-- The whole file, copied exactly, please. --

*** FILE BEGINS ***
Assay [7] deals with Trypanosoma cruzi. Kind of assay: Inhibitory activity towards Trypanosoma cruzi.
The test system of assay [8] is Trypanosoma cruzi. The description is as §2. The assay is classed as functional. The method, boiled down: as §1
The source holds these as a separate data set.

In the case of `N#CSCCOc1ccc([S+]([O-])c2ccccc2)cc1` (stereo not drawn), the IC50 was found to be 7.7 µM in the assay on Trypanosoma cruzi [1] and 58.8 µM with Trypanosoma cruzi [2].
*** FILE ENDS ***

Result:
Assay [7] deals with Trypanosoma cruzi. Kind of assay: Inhibitory activity towards Trypanosoma cruzi.
The test system of assay [8] is Trypanosoma cruzi. The description is as §2. The assay is classed as functional. The method, boiled down: as §1
The source holds these as a separate data set.

In the case of `N#CSCCOc1ccc([S+]([O-])c2ccccc2)cc1` (stereo not drawn), the IC50 was found to be 7.7 µM in the assay on Trypanosoma cruzi [1] and 58.8 µM with Trypanosoma cruzi [2].